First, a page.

“I asked my local translator to ask some questions and he got confirmation that a shipment of tigers arrived at an army base about 6 months ago,” Amann wrote in a report published on his website. “I believe I have also seen some of these tigers at the Kunming Wild Animal Park where I filmed some very scared new arrivals refusing to leave their night housing.
“This was very different to the behavior of a large number of tigers in a wide range of other enclosures. Interestingly one of the former tiger keepers / trainers of this facility is now in charge of the new set up at the Kings Roman Casino in Lao PDR.”
Throughout Laos, Vietnam, and Thailand, Ammann has found many other atrocities, often masquerading as zoos.
“During an October 2013 exchange with Mr. Vixay Keosavang he mentioned that he knew the owners of the Thakhek farm very well and that he had set up his own tiger breeding operation and already had 30 tigers,” Ammann writes. “When we checked his former facility where he had been holding macaques for export we found it had closed down and ownership reverted back to the army. It had not been converted to tiger breeding as we had assumed so there is the possibility that this additional farm is located somewhere else.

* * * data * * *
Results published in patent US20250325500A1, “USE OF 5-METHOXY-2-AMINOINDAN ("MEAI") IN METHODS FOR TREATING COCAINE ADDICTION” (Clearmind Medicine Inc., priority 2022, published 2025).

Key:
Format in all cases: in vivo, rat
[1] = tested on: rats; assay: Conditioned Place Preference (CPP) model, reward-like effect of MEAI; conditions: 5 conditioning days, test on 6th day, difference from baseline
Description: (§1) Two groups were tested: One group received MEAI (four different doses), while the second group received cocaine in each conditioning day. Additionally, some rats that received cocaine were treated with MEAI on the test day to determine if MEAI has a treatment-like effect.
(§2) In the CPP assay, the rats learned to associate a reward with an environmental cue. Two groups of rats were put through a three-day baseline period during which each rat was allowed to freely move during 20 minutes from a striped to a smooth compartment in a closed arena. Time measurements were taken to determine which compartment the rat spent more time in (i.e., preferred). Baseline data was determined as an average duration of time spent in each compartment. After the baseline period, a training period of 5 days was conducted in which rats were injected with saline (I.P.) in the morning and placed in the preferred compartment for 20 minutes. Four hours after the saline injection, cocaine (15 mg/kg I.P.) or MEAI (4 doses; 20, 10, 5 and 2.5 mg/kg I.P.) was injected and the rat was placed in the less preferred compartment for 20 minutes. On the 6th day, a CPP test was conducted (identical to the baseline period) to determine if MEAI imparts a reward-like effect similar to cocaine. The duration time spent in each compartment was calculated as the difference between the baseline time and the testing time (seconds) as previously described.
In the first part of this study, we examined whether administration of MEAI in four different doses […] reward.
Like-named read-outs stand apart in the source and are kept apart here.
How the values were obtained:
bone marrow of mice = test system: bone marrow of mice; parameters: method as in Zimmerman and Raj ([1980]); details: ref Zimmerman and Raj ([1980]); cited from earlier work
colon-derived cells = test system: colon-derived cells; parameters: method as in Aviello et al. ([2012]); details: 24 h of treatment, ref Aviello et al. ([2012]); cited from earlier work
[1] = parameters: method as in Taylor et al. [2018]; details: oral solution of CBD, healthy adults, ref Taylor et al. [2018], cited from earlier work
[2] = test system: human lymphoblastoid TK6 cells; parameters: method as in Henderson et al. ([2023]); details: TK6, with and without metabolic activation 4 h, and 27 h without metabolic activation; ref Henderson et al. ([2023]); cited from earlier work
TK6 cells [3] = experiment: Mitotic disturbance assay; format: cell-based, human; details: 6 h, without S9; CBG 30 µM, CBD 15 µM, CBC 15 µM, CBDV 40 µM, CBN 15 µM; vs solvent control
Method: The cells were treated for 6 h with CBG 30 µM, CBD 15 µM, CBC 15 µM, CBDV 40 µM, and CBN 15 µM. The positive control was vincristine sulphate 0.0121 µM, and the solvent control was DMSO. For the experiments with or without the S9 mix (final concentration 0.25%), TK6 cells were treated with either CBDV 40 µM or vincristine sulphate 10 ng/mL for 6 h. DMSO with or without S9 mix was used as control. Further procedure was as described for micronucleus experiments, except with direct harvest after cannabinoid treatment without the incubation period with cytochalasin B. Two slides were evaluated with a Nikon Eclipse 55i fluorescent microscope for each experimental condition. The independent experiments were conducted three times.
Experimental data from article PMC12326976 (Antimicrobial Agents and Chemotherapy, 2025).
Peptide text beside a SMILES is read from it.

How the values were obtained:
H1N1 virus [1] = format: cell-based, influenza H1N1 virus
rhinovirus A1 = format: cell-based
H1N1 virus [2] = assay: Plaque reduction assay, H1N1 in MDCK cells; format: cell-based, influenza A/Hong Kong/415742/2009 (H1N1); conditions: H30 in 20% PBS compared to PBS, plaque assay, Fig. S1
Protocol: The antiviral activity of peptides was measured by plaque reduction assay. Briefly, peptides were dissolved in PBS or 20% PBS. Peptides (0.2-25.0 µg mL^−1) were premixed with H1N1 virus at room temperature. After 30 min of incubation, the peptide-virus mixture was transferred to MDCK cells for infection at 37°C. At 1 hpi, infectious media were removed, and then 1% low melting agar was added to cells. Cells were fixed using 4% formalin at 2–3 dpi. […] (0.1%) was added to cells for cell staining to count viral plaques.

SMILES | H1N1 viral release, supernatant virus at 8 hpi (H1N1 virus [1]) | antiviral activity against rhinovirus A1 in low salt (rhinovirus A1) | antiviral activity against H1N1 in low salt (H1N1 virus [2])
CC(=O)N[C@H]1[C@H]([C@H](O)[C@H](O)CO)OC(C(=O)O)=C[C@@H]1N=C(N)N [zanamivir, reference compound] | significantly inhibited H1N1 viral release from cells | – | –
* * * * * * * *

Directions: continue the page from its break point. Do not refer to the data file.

“There is little doubt that there is a clear link between the owners and operators of the Tiger Kingdom set up in Thailand and the tiger farm in Thakhek. There is no doubt that there is a supply chain from this farm to what will be a large scale new breeding set up at the Special Economic Zone and the King Romans casino in Lao PDR. In the past large gambling wins at the casino meant a bear banquet had to be sponsored by the winner.”
Ammann is driven by his work more than anything else in his life.
“He won’t stop,” his wife, Kathy, says.
In 2007, Ammann was named a Time magazine Hero of the Environment for “almost single-handedly raising awareness of the issue of bush meat.” Meanwhile, his personal relationships were bearing the weight.
He is still married, but that relationship was wearing thin.
Back in Laos, Ammann was narrowing in on his target.
Nikhom met up an investigator Ammann had prepared with a hidden camera and an excuse. He was inquiring about four tigers for a wealthy Chinese contact.